Thursday, October 2, 2014

The Unwinding of CALPERS

CALPERS, shorthand for California Public Employee Retirement System, is fighting in Federal bankruptcy court to demand that payments to the fund be protected against the bankruptcy of the city of Stockton, California.  CALPERS wants to be treated differently than all other creditors of Stockton.  They want full repayment, not some haircut, of the future moneys to be paid into the fund to provide for the retirement of future Stockton retirees.

A Federal judge on Wednesday opined that it wasn't even clear that CALPERS was owed anything by the city of Stockton, since the amount of future payments is not currently known, even if Stockton were solvent.  In any event, the judge ruled that CALPERS had no right to be treated separately in bankruptcy.  Given the looming bankruptcy of numerous cities in California, not to mention the state itself, CALPERS is in deep, deep trouble.  This threatens the future pension payments for state employees in California.

An article in today's NY Times by Mary Williams Walsh  lays out the court's opinion on the plight of CALPERS.

Quoting the judge: "...in bankruptcy, Stockton could legally refuse to pay the bill because it arose from the city's contract with CALPERS, and contracts are broken routinely in bankruptcy.  The bankruptcy code provides that the lien can be avoided and be treated as an unsecured claim," Judge Klein said.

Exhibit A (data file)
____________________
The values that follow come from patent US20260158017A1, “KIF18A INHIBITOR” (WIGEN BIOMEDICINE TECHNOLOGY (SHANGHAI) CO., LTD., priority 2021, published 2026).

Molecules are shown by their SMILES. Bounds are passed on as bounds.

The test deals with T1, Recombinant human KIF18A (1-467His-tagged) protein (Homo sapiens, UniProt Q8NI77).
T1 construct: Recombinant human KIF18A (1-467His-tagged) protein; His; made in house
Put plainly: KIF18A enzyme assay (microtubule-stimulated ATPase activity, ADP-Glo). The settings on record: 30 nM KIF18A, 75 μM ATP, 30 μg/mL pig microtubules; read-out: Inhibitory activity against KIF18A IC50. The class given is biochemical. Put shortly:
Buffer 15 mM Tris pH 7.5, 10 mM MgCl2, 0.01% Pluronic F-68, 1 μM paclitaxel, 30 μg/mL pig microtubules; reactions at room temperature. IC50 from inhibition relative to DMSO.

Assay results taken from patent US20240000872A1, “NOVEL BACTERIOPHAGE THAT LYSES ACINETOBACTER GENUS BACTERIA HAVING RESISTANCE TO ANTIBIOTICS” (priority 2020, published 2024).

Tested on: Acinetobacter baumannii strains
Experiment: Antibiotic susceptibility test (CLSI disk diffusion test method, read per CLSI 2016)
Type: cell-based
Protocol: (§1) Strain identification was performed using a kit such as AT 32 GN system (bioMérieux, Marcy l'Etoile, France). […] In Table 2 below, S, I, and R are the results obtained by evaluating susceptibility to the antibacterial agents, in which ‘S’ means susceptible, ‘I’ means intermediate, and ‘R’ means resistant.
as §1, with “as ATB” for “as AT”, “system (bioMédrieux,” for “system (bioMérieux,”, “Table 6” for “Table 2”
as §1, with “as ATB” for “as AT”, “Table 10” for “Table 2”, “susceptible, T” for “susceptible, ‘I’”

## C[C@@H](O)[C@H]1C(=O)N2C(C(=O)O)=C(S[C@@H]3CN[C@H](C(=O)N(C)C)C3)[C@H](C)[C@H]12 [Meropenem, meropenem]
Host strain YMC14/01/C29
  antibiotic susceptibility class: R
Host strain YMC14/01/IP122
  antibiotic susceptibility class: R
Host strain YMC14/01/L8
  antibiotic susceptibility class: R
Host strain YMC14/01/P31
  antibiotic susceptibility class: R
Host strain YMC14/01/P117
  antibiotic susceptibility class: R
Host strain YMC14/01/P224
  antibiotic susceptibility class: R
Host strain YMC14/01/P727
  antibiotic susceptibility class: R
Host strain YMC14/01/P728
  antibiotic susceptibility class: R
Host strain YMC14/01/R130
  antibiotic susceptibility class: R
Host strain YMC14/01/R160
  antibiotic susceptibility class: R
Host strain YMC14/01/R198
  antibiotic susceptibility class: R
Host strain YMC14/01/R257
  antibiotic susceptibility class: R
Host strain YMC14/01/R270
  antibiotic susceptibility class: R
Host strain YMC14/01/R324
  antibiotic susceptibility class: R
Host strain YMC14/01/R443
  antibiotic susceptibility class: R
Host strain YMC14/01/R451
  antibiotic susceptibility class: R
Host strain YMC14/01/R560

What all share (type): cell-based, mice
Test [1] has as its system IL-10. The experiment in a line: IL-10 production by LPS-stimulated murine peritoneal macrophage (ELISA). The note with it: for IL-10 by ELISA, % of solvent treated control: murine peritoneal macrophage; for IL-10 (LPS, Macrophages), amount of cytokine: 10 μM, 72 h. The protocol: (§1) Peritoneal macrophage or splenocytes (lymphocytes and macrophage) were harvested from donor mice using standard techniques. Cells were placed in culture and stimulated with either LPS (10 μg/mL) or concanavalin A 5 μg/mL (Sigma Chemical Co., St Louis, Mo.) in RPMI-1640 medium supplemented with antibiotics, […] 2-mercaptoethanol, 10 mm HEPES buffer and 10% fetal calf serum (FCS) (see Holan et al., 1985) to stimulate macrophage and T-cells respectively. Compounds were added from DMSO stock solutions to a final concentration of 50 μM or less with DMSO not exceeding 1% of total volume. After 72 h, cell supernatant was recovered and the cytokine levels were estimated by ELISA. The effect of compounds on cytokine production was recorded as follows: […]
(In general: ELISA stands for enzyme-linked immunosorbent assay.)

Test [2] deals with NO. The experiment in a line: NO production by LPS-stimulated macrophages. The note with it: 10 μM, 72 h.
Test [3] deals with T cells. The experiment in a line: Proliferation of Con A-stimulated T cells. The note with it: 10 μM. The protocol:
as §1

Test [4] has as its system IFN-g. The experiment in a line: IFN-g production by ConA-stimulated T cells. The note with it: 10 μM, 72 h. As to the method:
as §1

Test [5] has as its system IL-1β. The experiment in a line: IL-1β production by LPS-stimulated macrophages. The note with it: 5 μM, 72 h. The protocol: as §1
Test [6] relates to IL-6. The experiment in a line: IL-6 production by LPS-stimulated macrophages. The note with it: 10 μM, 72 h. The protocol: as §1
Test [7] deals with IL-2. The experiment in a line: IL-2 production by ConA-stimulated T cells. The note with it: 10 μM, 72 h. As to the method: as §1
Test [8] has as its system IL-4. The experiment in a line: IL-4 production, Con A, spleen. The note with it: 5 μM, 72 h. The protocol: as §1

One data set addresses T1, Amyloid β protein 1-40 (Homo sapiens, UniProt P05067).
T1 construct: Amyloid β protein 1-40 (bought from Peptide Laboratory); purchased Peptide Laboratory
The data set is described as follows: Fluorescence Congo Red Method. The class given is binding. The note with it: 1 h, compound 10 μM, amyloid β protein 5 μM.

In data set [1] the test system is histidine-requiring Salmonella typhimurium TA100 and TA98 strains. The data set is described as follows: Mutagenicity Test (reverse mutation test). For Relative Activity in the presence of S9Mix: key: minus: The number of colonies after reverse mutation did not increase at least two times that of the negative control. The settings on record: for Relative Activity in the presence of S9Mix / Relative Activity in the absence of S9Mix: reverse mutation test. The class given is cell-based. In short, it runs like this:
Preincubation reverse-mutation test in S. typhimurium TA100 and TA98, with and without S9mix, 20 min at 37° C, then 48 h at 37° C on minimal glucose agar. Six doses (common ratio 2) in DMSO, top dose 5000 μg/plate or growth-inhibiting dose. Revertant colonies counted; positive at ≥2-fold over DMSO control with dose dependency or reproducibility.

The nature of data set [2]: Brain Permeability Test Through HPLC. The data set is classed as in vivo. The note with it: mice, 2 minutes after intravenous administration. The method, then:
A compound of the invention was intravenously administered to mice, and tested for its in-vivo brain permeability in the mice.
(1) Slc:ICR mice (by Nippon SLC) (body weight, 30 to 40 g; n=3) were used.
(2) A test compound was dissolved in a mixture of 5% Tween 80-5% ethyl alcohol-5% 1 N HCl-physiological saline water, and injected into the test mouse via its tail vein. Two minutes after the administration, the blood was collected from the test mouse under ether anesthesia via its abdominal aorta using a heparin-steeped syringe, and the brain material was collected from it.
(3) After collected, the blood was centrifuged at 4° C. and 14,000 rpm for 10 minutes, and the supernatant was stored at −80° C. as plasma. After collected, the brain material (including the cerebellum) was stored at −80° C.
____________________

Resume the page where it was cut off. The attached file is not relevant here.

This is the beginning of the end for CALPERS, long the most underfunded public pension fund in the United States.  Not far behing CALPERS is CALSTERS, which is California's pension fund for public school teachers.  That one is a mess as well.

For years, politicians and board trustees of public pension funds, have buried their heads in the sand while their pension funds' unfunded liabilities have soared into the stratosphere.  Now the day of reckoning is here.  The pensions that public employees and public school teachers expect to be waiting for them are not going to be there.

Meanwhile, the largest pension fund in America, TIAA-CREF is fully funded and then some.  This is the pension fund that applies to academics.  It is a defined contribution fund, which, by definition cannot be underfunded.  These same academics, who have a comfortable retirement future ahead of them, have been part of the problem with the unfunded nature of public pension funds.  They have been in the vanguard of resisting reform in the public pension world.

The looming disaster in California that will spread to almost every state in the US has been a bi-partisan affair.  Republicans and Democrats alike have swept the growing problems of public pension funds under the rug for generations.  The grandaddy of them all -- social security -- has the same problems ahead for the same reasons.

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